The tip of the week

Aaron Judge

Judge shot this glance toward the Yankee dugout Monday night. On the next pitch—thrown by a Blue Jays reliever who admitted he’d handed the Yankees invaluable intelligence—the Leaning Tower of River Aenue hit the most powerful glancing blow of all time.

Say what you will about the Aaron Judge sideways glance Monday night in Toronto. You’re going to say it anyway, of course. But catcher-turned-Blue Jays broadcast analyst Caleb Joseph is way out of line suggesting that, if Judge was looking for a sign based on Blue Jays relief pitcher Jay Jackson tipping his pitches, the Yankee bombardier needs one thrown at his head post haste.

Because, you know, sign stealing the old-fashioned way—picking up on tipped pitches or signs from the field or the dugout, as opposed to an Astro Intelligence Agency off-field based espionage operation—is still a crime against nature. Never mind that that kind of sign stealing is almost as old as professional baseball itself. It may be a little unethical, but it doesn’t rise to the level of felonious grand theft.

Judge’s original response to questions after that game was that he’d heard more than a little chirping from the Yankee dugout, based on manager Aaron Boone being tossed over objections to plate umpire Clint Vondrak’s strike call on a low Jackson service. That bad call ran the count to 1-2.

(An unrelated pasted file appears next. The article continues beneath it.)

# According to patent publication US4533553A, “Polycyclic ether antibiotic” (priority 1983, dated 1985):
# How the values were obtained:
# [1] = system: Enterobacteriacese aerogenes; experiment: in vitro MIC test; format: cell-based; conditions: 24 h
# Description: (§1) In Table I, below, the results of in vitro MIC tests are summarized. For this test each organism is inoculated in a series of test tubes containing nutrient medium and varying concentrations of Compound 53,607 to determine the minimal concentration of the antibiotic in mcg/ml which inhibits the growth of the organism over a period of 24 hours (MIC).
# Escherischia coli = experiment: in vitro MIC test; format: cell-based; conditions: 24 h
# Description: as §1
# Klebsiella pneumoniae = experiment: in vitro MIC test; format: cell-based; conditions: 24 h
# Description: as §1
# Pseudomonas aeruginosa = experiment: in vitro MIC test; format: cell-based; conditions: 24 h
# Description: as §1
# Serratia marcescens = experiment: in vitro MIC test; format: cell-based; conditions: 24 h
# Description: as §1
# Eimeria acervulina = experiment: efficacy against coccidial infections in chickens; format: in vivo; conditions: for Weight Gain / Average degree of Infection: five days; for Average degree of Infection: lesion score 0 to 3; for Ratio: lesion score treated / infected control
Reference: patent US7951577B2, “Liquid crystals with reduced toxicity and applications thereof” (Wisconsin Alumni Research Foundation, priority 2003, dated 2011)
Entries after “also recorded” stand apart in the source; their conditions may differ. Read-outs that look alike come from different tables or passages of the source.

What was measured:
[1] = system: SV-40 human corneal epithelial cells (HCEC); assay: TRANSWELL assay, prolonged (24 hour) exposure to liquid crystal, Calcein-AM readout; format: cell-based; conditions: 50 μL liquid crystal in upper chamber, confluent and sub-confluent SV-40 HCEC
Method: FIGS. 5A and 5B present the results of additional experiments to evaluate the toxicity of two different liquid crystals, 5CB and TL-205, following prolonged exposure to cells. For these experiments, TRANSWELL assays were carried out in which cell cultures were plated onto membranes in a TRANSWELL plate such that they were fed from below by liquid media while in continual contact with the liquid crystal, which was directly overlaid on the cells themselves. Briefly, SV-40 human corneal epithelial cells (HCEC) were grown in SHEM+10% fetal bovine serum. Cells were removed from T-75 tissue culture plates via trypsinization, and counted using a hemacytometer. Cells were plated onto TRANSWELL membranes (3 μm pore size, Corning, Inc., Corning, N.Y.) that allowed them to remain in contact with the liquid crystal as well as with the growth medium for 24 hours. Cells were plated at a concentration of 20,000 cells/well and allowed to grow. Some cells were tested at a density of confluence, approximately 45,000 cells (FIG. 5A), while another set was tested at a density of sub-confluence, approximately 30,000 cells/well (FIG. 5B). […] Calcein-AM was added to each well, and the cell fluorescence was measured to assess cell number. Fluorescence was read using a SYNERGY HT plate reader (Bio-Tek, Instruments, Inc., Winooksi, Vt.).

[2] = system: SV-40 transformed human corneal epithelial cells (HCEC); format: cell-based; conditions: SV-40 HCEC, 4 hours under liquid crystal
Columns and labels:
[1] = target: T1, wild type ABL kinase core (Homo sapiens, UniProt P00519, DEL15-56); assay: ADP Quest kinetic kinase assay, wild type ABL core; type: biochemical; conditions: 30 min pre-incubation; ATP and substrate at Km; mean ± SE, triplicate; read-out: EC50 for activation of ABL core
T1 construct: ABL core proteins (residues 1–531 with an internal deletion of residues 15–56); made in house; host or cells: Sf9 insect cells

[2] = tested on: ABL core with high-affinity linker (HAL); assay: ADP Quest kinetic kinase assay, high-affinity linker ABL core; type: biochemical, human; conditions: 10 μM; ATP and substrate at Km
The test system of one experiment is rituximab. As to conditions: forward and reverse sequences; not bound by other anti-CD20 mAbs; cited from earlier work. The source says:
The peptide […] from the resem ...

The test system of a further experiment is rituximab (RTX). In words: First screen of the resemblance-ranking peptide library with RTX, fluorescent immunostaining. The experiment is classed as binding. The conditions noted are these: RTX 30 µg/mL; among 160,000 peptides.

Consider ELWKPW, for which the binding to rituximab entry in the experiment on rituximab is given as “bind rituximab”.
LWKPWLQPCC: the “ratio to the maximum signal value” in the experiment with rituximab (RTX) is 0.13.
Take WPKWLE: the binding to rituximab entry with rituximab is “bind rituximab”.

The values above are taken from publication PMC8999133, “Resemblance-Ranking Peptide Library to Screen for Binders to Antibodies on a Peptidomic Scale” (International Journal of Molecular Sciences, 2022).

That’s when Judge shot his now-infamous sideways glance toward the Yankee dugout. Before hitting a subsequent pitch 462 feet into the second deck behind the center field fence.

“I feel like after the manager does his thing, it’s like, ‘Fellas, our pitcher has still got to go out there and make some pitches’,” Judge said postgame. “We’ve got the lead, let’s just go to work here.’ I said a couple of things to some guys in the dugout and especially after the game. Hopefully it won’t happen again.”

The issue became compounded after Jackson admitted in due course that, yes, he just might have been tipping his pitches, a very common occupational hazard in his line of work. Players have sought little “tells” from pitchers from time immemorial. Even the greatest of pitch-shielding pitchers can be prone to giving one up from time to time without even realising it.

So what was with Judge speaking about Yankee dugout chirping? Easy enough. You don’t think he’s really going to give away how his mates picked up on Jackson’s tips, do you? Neither Judge nor the Yankees are going to commit treason if they can help it.

“From what I was told, I was kind of tipping the pitch,” Jackson told The Athletic. “It was  . . . the time it was taking me from my set position, from my glove coming from my head to my hip. On fastballs, I was kind of doing it quicker than on sliders. They were kind of picking up on it.”